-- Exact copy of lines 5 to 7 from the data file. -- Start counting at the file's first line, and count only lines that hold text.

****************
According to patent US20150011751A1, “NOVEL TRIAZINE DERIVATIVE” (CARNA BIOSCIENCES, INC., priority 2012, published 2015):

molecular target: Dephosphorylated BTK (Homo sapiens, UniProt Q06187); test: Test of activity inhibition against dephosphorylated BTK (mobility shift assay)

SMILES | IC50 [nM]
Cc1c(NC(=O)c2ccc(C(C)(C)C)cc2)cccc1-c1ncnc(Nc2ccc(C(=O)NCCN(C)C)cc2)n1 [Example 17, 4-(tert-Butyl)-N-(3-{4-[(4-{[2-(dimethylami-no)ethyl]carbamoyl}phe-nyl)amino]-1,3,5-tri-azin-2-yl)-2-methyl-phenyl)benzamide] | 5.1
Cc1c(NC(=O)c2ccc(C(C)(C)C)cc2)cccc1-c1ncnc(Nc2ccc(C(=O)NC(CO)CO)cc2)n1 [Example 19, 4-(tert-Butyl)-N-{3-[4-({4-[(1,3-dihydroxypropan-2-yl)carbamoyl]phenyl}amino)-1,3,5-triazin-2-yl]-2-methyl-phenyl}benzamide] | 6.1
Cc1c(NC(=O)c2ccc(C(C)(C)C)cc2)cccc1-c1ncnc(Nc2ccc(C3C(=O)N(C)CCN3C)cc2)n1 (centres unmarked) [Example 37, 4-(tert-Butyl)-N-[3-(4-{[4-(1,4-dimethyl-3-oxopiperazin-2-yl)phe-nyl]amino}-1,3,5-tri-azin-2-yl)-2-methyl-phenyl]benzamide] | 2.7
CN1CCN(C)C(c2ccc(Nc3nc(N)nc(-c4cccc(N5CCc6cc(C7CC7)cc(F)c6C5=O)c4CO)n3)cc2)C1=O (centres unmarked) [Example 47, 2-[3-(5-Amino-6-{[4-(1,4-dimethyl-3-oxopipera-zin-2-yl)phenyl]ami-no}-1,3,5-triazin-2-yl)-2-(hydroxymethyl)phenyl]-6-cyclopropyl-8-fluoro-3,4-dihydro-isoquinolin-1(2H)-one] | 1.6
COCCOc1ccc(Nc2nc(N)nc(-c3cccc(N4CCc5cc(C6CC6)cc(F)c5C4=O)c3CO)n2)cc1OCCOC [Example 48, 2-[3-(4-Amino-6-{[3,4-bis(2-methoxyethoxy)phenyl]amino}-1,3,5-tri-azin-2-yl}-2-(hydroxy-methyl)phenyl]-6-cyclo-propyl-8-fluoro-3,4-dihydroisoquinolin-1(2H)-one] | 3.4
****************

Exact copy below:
Cc1c(NC(=O)c2ccc(C(C)(C)C)cc2)cccc1-c1ncnc(Nc2ccc(C(=O)NC(CO)CO)cc2)n1 [Example 19, 4-(tert-Butyl)-N-{3-[4-({4-[(1,3-dihydroxypropan-2-yl)carbamoyl]phenyl}amino)-1,3,5-triazin-2-yl]-2-methyl-phenyl}benzamide] | 6.1
Cc1c(NC(=O)c2ccc(C(C)(C)C)cc2)cccc1-c1ncnc(Nc2ccc(C3C(=O)N(C)CCN3C)cc2)n1 (centres unmarked) [Example 37, 4-(tert-Butyl)-N-[3-(4-{[4-(1,4-dimethyl-3-oxopiperazin-2-yl)phe-nyl]amino}-1,3,5-tri-azin-2-yl)-2-methyl-phenyl]benzamide] | 2.7
CN1CCN(C)C(c2ccc(Nc3nc(N)nc(-c4cccc(N5CCc6cc(C7CC7)cc(F)c6C5=O)c4CO)n3)cc2)C1=O (centres unmarked) [Example 47, 2-[3-(5-Amino-6-{[4-(1,4-dimethyl-3-oxopipera-zin-2-yl)phenyl]ami-no}-1,3,5-triazin-2-yl)-2-(hydroxymethyl)phenyl]-6-cyclopropyl-8-fluoro-3,4-dihydro-isoquinolin-1(2H)-one] | 1.6